On Wednesday, the UK Supreme Court dismissed a contentious government proposal to relocate migrants to Rwanda. Upholding a prior lower court decision, the highest court ruled the plan unlawful, dealing a significant blow to Prime Minister Rishi Sunak.
The five-judge panel, aligning unanimously with the Court of Appeal judges, deemed the policy inconsistent with Britain’s commitments outlined in international treaties.
“We conclude that the Court of Appeal… was entitled to find that there are substantial grounds for believing that the removal of the claimants to Rwanda would expose them to a real risk of ill-treatment,” they concluded
The judges concurred with the June ruling of the lower court, acknowledging that sending asylum seekers and refugees to Rwanda posed the risk of forcibly returning them to a nation where they might encounter persecution, a situation referred to as refoulement.
“Having been taken through the evidence we agree with their conclusion,” they added in their 56-page ruling.
Sunak’s Conservative administration has maintained that the Rwanda plan is essential in curbing “illegal” immigration via small boats across the Channel—an issue expected to play a significant role in the upcoming general election.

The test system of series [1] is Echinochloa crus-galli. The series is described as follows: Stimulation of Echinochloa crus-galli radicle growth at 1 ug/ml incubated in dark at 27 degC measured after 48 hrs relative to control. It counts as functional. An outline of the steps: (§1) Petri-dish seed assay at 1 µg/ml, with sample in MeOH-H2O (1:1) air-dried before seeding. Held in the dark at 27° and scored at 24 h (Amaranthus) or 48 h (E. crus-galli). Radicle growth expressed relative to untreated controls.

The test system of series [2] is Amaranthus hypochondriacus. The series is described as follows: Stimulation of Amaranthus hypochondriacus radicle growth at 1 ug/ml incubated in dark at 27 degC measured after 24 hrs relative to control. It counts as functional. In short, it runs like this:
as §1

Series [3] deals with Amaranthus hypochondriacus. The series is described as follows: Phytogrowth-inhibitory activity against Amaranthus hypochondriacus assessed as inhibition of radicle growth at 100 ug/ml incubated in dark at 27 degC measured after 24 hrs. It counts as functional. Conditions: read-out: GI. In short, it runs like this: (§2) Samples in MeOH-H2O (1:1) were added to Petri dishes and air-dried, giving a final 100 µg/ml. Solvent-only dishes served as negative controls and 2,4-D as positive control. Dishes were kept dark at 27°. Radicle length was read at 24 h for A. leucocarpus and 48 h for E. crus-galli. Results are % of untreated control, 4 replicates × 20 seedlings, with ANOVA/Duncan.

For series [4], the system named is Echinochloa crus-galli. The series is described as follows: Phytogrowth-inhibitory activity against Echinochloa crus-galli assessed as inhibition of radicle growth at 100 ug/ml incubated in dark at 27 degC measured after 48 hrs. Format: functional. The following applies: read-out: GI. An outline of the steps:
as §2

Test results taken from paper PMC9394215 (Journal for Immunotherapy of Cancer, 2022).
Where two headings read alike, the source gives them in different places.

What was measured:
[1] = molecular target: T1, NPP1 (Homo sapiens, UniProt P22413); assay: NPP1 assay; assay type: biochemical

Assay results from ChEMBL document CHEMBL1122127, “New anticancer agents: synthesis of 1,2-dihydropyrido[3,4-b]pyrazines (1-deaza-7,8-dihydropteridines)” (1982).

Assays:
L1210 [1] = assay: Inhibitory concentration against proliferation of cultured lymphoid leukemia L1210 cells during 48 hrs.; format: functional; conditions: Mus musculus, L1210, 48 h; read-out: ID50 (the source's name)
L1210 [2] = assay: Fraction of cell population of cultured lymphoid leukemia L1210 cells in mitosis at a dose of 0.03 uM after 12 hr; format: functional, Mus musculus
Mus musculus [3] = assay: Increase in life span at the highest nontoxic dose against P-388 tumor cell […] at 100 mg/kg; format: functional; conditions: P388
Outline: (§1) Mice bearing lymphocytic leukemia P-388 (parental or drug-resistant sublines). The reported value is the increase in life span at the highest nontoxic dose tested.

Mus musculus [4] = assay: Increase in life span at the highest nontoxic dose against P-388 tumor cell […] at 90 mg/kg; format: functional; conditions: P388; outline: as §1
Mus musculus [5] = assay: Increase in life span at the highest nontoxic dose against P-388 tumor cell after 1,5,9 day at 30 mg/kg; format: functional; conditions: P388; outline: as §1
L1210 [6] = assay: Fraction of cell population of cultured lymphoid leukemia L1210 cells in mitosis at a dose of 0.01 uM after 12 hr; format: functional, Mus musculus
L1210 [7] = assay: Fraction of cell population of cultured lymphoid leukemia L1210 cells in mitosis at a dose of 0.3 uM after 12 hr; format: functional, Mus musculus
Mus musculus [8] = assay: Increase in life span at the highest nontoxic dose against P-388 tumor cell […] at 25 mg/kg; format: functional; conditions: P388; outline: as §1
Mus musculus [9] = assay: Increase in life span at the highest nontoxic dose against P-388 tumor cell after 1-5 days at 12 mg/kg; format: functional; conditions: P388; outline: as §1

However, the court’s decision marks the end of a storyline that commenced in April the previous year, when Britain struck a deal with Rwanda to transfer undocumented migrants to temporary facilities there. This outcome leaves the immigration agenda of the UK’s leader in disarray.
Furthermore, it is poised to widen divisions within the ruling Tory party between right-leaning lawmakers and those holding more moderate views.
Sunak expressed disappointment, stating that the ruling was “not the desired outcome.” He added that the government would now explore future steps, while officials in Kigali contest the judgment that Rwanda does not qualify as a safe third country.
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